As part of C&EN’s reporting for the Feb. 17 cover story on the chemical leak that tainted the water supply of Charleston, W.Va., in early January, we reached out to ACS members living in the affected area. Their tales reflect those of many Charleston-area residents, who found out on Jan. 9 that their tap water had been contaminated with a chemical used in coal processing. And they give a chemist’s perspective on the spill’s effects on daily life. We could not use all of the responses in our article but want to share their experiences, so we wove them into a CENtral Science blog post for Feb. 17 (http://cenm.ag/two15). And we bring them to our print readers here.
I went to the grocery store at about 7 PM on Jan. 9 and there was no regular water left, but I was lucky enough to get three 2-L bottles of club soda. People were buying food that didn’t require water for cooking, and a whole new level of complication hit me—no doing dishes or laundry and cooking with the limited amount of water we had. We started eating off paper plates, and I successfully made coffee with club soda.
We, and a lot of other people, are still not drinking or cooking with the tap water. We ask whether a restaurant is using bottled water before eating there. We do use tap water to wash dishes and laundry and for showers, because I figure the dilution factors will decrease toxicity/negative health effects. I’d be extremely concerned if we had small children, pregnant women, or pets in our household, but we don’t.
I am retired from Union Carbide and live in South Hills, Charleston. I learned about the spill on Thursday, Jan. 9, when a friend advised me to go out and buy water immediately. I walked out of the house, and although at 6 PM our water did not smell, the entire outside smelled strongly of a sickly sweet odor. I drove to Rite Aid, about 2 miles away. The parking lot was full of cars, and there was no water remaining, nor any milk, juice, soft drinks, or nonalcoholic drinks of any kind. Many people were buying beer and wine and large bags of ice.
That evening, three hours after I heard about the water problem, the water in our home suddenly began to smell strongly like something sickly sweet. All of the toilets smelled after that when flushed, and the odor was so strong that it bothered my eyes. So I left toilet lids down and kept bathroom doors closed. The odor continued, and the whole house smelled strongly for days. Baths and showers were not possible.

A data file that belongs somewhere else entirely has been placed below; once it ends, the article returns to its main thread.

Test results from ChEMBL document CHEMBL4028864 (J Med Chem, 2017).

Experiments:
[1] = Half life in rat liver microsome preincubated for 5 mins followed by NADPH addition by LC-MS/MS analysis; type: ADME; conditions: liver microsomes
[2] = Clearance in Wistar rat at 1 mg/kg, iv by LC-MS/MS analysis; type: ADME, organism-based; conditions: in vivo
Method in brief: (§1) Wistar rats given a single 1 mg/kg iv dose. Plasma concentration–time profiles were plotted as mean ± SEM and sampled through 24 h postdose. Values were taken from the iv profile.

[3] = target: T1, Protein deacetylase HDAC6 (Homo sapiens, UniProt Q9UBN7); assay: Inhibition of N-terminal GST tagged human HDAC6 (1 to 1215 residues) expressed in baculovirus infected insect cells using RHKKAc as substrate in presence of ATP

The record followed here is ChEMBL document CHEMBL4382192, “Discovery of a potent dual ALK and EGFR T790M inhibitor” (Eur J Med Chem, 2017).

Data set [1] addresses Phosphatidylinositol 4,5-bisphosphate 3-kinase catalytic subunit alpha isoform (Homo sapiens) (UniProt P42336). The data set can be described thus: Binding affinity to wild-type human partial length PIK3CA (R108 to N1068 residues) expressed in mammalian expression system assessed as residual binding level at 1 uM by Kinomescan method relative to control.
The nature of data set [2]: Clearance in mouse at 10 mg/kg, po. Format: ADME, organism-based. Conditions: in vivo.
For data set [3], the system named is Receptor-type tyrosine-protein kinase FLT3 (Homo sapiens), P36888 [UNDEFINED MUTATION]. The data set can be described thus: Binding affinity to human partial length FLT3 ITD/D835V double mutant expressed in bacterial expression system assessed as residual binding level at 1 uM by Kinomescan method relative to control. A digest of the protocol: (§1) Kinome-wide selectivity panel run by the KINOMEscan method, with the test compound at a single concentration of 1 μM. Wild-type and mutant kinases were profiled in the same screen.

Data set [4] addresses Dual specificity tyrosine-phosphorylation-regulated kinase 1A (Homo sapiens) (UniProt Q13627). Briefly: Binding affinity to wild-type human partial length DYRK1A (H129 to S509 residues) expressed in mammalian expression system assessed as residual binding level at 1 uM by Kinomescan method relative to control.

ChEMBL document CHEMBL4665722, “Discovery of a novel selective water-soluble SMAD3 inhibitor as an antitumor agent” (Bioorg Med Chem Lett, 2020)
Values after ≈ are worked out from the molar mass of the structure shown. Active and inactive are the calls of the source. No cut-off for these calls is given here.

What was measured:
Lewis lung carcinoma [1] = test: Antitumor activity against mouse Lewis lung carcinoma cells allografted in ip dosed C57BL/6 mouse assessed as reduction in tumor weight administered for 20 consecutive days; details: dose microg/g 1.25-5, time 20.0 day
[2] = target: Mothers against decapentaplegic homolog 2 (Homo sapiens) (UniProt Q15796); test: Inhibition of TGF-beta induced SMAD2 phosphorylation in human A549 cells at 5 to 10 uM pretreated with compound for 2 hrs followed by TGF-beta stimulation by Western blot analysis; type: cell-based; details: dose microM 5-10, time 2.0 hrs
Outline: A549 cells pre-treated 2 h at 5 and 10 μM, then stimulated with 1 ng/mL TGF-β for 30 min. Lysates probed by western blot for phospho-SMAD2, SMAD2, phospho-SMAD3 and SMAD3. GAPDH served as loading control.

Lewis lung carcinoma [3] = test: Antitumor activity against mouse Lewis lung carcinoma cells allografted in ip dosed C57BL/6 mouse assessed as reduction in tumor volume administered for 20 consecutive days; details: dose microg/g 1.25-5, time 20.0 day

On early Saturday, it rained really hard, and my husband collected about 60 gal of water from the roof through a gutter into coolers. We used this for washing ourselves and dishes. I used two huge crab pots to keep hot water on the stove that could be mixed with cold rainwater for warm water. I got a nice hot bath.
We are not particularly worried about our health, but I installed a 10-inch filter on my kitchen faucet with the best activated-carbon 0.5-µm filter I could find, which is rated to remove organics. I use that water for cooking and drinking, or we use purchased spring or purified water.
Times have changed. At Stanford as an undergraduate, I remember doing an azeotropic distillation of carbon tetrachloride and benzene without hoods. We all got headaches. At the University of Chicago, we used to do reactions without gloves and wash our hands with hexane, acetone, and methylene chloride directly, and sometimes chloroform. We kept these solvents in squeeze bottles by the sink just for washing. After several years of that, I figure that 4-methylcyclohexanemethanol (MCHM) and various unknowns will not kill me. Nevertheless, I may as well drink purified water or water from a source that is tested.
When the water system was suddenly contaminated by MCHM in mid-January, there weren’t sufficient instruments available in this area that could be used to analyze the content of the chemical in water. Agents from the National Guard contacted my university about the availability of a gas chromatograph-mass spectrometer for water analysis. Fortunately, the University of Charleston has a high-quality GC-MS, and our instrument was effectively and efficiently utilized in the analysis. Reliable data for the MCHM content were generated.
Moreover, my chemistry colleagues and I at the University of Charleston were able to take this opportunity to educate our students about practical chemistry and to demonstrate to the students the importance of chemistry and how to serve the community using our chemistry knowledge. I believe that after this unfortunate event, I have been able to strengthen my organic chemistry class by teaching the students the structure, nomenclature, and fundamental chemical properties of MCHM and to strengthen my general chemistry class by bringing practical chemistry in everyday life to the classroom.
It was a challenge to make sure our family avoided ingesting the water—we had to separate the “good” ice from the “bad,” for example. We stopped using our water right away, but using the chemical and engineering skills God has graced me with, I did drain our hot-water tank—there was no way it could have been contaminated so quickly. I used that water to take a nice warm bath. After that I skipped the morning treadmill because I couldn’t take showers at home. Like many others we traveled to unaffected friends’ homes to take showers, and we were often treated to dinner as well.